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Video Transcoding — the Bitrate Factor

Video Transcoding — the Bitrate Factor

Video transcoding can be a tricky subject you analyze it from the point of view of bit rate however, you will want to know more about a particular subject if you want to encode good-looking videos which may be optimized and shared across different mediums. Simply put bit rate refers to the amount of detail that is stored in a time unit, is reversed to digital media course.

Variable vs. Constant:

If you want to transcode media from one format to another, let’s say DVD to AVI, you will need to optimize the encoding settings in order to achieve good results, this is where you are faced with the option of choosing between variable or constant bit rate. Variable bit rate refers to different adjustments which are done to video frames according to the amount of movement that is detected by the codec in a particular scene, this means that if a scene of the media you’re trying to encode it has a lot of movement the codec will try to adjust and compensate for these changes by increasing the bit rate in that particular scene or group of frames, if the codec they did not adjust or increase of the bit rate the entire sequence would look pixelated which would effectively lower the quality of the video file. The very same peak rate manipulation method is used in scenes where there is not much motion, this way the codec is able to lower the bit rate which will reduce the file size and still maintain the quality and low motion frames.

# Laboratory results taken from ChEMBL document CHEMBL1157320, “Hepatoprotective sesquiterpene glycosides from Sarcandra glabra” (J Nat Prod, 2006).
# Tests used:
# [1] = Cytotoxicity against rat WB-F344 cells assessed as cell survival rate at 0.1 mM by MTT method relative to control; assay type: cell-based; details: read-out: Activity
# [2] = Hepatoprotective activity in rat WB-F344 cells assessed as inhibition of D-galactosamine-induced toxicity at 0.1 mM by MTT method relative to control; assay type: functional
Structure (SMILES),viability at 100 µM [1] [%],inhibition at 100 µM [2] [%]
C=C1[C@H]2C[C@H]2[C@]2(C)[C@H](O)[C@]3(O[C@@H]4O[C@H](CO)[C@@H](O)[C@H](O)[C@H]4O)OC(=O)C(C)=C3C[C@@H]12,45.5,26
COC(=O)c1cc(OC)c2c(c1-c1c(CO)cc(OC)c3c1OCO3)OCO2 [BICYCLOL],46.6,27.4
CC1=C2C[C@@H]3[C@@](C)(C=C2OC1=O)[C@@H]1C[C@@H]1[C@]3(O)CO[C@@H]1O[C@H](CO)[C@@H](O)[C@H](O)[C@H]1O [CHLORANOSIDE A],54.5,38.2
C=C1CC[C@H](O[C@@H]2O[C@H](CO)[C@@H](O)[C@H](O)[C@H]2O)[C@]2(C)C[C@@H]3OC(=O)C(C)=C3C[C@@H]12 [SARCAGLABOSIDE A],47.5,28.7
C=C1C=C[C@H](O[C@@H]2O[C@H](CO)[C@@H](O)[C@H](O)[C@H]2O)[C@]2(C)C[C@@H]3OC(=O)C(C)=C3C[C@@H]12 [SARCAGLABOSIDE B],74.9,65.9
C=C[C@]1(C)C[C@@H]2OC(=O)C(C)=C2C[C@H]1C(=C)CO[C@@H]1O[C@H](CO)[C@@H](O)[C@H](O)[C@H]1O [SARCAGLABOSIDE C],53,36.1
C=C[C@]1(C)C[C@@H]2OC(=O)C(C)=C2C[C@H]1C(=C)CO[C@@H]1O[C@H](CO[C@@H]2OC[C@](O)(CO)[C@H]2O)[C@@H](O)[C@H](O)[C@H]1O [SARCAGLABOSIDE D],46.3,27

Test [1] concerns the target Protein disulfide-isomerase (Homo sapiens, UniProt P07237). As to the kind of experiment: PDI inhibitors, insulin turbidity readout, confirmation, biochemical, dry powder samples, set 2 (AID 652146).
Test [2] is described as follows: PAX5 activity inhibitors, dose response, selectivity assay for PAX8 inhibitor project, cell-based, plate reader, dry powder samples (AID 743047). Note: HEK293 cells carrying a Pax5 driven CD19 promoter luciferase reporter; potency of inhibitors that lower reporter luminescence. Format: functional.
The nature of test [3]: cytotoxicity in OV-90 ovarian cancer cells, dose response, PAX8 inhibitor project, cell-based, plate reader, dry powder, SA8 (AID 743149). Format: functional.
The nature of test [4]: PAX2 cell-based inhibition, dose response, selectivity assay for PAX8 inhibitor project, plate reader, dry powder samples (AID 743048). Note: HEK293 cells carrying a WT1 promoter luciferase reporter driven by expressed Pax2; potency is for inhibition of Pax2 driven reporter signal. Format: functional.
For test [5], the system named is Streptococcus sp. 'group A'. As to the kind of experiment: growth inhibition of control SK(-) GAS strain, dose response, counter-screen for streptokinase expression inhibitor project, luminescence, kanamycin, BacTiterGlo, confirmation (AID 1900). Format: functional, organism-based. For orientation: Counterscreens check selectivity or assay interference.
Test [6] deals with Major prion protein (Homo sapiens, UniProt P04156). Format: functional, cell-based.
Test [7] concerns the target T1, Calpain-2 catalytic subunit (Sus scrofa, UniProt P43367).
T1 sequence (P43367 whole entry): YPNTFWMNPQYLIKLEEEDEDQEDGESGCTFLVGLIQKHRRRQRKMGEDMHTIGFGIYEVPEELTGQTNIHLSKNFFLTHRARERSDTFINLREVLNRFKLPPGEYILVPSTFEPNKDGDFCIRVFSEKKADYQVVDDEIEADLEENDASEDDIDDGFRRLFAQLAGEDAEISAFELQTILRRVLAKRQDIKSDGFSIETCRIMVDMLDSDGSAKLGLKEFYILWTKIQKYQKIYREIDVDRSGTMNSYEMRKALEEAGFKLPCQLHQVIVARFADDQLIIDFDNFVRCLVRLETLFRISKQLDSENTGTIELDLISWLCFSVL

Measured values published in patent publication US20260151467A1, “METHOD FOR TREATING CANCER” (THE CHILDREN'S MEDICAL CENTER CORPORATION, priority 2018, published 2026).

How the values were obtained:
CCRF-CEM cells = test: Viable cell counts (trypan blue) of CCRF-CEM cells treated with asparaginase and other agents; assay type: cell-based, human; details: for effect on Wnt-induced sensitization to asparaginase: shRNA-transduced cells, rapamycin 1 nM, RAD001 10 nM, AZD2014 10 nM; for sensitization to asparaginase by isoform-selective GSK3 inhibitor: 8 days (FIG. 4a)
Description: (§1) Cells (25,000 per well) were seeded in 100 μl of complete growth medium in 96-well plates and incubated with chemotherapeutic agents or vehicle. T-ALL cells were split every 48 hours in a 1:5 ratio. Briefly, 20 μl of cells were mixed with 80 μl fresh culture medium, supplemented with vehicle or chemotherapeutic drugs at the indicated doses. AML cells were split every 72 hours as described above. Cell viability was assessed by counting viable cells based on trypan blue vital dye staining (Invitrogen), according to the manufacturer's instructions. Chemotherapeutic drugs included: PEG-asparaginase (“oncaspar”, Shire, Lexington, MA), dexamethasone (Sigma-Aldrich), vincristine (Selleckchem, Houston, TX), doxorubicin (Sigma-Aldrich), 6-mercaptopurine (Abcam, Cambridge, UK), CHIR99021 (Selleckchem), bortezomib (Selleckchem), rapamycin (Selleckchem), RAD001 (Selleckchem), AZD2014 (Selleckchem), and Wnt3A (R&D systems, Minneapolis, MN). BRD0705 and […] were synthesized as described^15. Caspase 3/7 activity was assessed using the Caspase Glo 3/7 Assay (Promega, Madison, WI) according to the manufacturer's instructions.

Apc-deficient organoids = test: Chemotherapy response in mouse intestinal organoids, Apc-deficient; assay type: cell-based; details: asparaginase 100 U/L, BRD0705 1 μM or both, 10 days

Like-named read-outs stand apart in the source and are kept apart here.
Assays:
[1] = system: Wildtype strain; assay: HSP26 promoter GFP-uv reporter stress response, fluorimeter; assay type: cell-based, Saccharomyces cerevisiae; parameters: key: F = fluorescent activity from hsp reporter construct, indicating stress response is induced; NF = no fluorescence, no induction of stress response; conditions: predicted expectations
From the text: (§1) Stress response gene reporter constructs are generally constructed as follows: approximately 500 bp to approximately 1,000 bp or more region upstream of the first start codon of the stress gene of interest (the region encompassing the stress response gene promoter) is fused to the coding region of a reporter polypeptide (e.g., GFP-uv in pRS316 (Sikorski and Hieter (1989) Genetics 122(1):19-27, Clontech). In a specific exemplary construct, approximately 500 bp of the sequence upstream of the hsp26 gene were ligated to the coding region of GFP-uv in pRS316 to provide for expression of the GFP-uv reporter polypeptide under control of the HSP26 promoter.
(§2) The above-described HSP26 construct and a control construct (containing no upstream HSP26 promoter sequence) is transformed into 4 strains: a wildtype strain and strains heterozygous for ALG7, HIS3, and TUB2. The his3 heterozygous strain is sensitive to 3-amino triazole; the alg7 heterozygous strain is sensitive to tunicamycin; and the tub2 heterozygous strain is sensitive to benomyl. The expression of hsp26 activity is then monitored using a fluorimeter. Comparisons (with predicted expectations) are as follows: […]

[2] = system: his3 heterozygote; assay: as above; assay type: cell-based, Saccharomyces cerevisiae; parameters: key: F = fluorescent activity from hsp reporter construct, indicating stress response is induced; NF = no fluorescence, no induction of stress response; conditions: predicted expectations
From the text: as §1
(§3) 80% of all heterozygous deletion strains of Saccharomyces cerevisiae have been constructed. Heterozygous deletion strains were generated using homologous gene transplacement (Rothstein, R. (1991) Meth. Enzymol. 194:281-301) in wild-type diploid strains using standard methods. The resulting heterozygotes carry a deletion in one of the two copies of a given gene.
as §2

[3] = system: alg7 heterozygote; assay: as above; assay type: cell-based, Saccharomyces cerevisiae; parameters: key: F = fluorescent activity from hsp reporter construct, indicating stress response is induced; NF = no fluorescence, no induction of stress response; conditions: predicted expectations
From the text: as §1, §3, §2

Constant bit rate on the other hand, requires some calculation in order to maintain the quality, this means that if you are encoding a video scene which has a lot of movement and action you should increase the bit rate to preserve the original quality, that is if you’re ripping from a high-quality source, the bit rate will need to be adjusted according to the codec that you are using for instance, if you are using DivX you may want to take the bit rate all the way to 1500 kbps in to pass mode, this setting will allow you to get high quality regardless of video movement. If the scene you are trying to transcode doesn’t have much movement you can lower the bit rate and still keep a good quality.


The amount of passes that you perform while transcoding your video will improve the quality of it, a single pass will allow the codec to gather as much data about the variations of movement in each frame of the media you’re trying to encode in order to adjust the bit rate however, a single pass may not achieve impressive results. If you decide to do a two pass transcoding the video quality will improve as the codec has been able to gather as much data as possible and can now adjust the bit rate in a more efficient way. Multiple passes are great for improving the quality of a file but the entire process will take twice as long because obviously the software is performing multiple passes.

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